McDonald’s ($MCD) announced today (9/17/18) that they are going to increase their quarterly dividend to $1.11, up $.10 from $1.01. This seems to be Ronald McDonald grasping for every straw to keep the stock price at a decent level.


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McDonalds is trading ~11% below their 52-week high, and roughly ~7% above its 52-week low. While some may take this as a trend back towards growth, there are several factors at play that investors should be cautious of. Factors include:

  • 3.7% sales decline over 5 trailing 5 years
  • 11.5% sales decline in just the past quarter
  • -6.55% performance of the stock Year To Date
  • Stores and operators are plagued by discounts
  • Increasing staff costs

How McDonalds can do a McTurnaround

One of biggest costs for any business is labor, and with significant increases in minimum wages, and the high number of bodies needed to process the order volume that McDonalds does, that number adds up quick. The $15 minimum wage will see a significantly higher staffing cost, and if McDonald’s isnt poised to offset or replace workers with technology, you could see quite a big dip in revenue.

Franchises have already started to cut front of house staff and replace them with order kiosks, capable of providing all the nutrition information, visuals for all menu items, and multiple forms of payment processing all in one neat little box. This should help streamline operations, but might not be enough.

Following Sonics lead

McDonalds has been slowly adapting new models to help increase same store sales, such as order ahead with curbside pickup, and a partnership with UberEats. These might help, but long term effects still remain to be seen. Sonic ($SONC) on the other hand, has seen 55% growth for the year, and is just 7% shy of its 52-week high. Sonic has adopted a mobile and text messaging first marketing campaign, driving traffic and same store sales up through the use of drink “happy hours” and regular loss leaders to increase store traffic.

Feeling McBearish on McDonalds

When analyzing the stock, looking at a 5 year Discounted Cash Flow Growth Exit, $MCD shows an almost 42% downside. Shorting $MCD is an option, and with a $93 price target, could make you significant money.

Buying 17 JAN 2020 $95 PUT options would see your entry price of $1.01. Ten contracts would cost $1,010, and breakevens at expiry would be $94. If the stock price tanks (like it has been trending towards), and hits $96 by 28 NOV 2019, we would see the value of the position of $3,750, and a total profit of $2,650 on the trade. Total return would be in the neighborhood of 250% return on investment (253% to be exact).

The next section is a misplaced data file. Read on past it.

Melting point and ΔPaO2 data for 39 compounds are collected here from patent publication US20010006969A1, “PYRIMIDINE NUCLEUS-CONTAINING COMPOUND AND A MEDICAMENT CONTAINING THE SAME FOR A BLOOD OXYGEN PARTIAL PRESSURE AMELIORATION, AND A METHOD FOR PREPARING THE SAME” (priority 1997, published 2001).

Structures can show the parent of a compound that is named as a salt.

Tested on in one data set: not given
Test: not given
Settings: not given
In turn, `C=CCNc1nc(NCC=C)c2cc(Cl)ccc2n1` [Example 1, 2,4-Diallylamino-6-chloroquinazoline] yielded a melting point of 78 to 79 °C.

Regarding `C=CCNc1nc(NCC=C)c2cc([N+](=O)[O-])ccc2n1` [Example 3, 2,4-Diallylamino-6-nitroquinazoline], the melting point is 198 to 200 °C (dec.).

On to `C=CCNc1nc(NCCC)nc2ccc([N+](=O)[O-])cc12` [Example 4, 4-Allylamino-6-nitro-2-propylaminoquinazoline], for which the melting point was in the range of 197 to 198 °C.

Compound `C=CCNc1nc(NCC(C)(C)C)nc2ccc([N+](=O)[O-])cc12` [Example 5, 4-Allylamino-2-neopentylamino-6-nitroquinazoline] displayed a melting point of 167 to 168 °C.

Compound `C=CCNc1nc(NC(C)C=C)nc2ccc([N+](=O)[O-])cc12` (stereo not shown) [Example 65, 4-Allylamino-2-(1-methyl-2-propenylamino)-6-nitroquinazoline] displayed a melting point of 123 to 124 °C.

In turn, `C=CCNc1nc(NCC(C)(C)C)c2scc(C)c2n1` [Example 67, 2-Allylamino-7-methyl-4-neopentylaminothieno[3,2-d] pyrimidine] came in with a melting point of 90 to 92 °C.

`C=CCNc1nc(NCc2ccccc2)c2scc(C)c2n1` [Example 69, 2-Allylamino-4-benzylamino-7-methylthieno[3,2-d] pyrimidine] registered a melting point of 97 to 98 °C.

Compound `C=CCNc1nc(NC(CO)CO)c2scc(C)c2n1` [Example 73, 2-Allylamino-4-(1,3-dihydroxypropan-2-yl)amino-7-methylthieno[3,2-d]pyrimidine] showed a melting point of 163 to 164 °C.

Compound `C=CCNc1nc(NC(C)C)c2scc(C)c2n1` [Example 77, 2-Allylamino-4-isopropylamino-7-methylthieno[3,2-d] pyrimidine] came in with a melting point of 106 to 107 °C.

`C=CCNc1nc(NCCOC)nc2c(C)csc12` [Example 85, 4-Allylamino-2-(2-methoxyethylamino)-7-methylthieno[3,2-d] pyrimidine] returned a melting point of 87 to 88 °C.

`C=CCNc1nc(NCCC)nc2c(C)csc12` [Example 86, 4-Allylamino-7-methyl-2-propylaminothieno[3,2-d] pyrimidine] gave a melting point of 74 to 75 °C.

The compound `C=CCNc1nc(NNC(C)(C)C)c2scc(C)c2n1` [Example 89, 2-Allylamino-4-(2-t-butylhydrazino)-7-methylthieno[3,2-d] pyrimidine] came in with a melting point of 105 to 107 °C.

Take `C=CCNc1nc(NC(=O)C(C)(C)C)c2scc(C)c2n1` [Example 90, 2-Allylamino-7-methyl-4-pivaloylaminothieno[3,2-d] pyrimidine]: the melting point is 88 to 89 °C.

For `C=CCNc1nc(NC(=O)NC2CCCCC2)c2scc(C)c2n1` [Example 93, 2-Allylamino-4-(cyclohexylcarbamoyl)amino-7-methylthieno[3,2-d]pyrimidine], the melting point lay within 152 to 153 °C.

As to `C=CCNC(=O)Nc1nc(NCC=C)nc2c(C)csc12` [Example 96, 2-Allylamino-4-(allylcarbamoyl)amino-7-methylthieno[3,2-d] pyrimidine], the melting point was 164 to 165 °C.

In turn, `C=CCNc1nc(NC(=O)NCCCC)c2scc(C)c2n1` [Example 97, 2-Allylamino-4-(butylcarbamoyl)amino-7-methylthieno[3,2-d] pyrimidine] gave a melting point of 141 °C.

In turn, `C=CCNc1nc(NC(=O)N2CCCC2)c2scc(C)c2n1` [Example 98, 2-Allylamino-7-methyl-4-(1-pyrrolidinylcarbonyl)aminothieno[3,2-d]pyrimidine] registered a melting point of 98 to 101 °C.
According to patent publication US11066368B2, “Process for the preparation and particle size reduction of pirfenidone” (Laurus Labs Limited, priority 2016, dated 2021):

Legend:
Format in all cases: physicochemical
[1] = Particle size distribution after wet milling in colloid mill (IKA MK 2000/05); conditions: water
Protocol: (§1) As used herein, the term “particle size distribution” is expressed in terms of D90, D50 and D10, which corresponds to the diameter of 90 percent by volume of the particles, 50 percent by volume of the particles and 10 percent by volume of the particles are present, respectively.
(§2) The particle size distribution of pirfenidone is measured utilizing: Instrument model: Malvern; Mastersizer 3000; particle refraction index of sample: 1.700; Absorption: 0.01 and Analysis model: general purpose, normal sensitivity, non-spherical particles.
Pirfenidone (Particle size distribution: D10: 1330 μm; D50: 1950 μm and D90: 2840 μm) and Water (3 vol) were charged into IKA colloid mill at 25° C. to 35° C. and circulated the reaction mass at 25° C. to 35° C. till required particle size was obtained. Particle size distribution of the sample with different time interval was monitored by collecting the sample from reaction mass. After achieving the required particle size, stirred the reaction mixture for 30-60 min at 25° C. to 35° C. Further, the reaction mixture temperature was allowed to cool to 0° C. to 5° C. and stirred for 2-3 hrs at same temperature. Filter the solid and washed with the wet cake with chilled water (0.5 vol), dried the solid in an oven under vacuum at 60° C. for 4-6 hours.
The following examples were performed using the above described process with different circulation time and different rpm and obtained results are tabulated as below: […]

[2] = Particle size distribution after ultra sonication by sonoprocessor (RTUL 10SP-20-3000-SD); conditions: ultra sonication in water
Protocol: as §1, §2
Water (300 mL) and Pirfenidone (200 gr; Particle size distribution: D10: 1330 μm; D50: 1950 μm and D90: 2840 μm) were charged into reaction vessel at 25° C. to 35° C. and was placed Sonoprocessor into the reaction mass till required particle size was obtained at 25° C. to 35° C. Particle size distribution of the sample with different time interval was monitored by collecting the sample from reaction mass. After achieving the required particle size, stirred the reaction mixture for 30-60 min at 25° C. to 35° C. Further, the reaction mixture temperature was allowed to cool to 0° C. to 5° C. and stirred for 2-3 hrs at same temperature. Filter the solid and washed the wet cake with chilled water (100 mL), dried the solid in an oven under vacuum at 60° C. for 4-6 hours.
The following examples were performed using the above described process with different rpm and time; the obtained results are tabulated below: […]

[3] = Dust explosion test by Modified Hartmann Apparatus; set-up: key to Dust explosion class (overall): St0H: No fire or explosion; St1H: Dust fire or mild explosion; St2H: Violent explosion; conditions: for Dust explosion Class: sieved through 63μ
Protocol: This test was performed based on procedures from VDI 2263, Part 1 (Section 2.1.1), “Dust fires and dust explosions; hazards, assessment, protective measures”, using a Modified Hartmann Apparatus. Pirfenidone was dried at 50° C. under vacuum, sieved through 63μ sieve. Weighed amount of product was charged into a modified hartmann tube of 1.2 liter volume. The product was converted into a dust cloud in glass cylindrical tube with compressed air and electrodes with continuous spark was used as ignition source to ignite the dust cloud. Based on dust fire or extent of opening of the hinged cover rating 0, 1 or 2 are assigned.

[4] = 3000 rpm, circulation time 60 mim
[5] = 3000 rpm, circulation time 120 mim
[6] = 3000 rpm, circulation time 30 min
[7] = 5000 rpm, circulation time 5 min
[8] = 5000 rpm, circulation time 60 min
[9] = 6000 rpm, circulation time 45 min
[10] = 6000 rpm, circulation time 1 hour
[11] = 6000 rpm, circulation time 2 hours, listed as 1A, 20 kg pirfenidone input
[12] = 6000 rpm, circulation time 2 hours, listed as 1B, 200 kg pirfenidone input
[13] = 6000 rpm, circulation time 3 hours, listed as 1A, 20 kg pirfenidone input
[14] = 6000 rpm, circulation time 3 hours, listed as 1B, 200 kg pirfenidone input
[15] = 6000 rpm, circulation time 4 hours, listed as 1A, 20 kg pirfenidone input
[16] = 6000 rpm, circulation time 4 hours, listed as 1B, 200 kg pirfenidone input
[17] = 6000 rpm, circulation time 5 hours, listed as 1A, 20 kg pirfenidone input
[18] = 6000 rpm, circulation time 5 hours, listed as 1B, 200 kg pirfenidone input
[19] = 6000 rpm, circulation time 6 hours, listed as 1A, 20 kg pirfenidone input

Looks like it might be time to McDouble down on some Put Options.

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1 COMMENT

  1. Mc Donald’s was one of those stocks I would’ve bought 3 yrs ago if I had enough earn income coming in along with Boeing, also AAPL being, if I didn’t need to go threw a broker to acquire that one.
    I can see I’m far from being ready to actually be trying to trade stocks with real money, I’ll be trying with in the next yr or two, working to buy cheap S&P Index fund if everything works out good. I was starting to be concern about the timing of that, so I look up the historical performance of S&P, Nasdaq & the Dow, tonight, I knew roughly, S&P had 20 yr cycles of going from bad to good then bad again & so on, After all that, I look up sectors in S&P then realize there’s possibility of 10 good yrs left in S&P right now going forward, At least I would think based on where the market is today & retail fairing better & the possibility of banks making a come back with in next yr or two. If so, Maybe the shortest bad cycle the S&P has ever had since after the depression? Based on that, I’m not leery about buying S&P index fund right now, but approx 10 yrs or so from now I’ll be at retirement age, so I don’t know if I will by then, be wanting to cashing out of my S&P index fund just before retirement or not, That is if I buy one with in next yr or two. Thanks, I’m just thinking out loud tonight.

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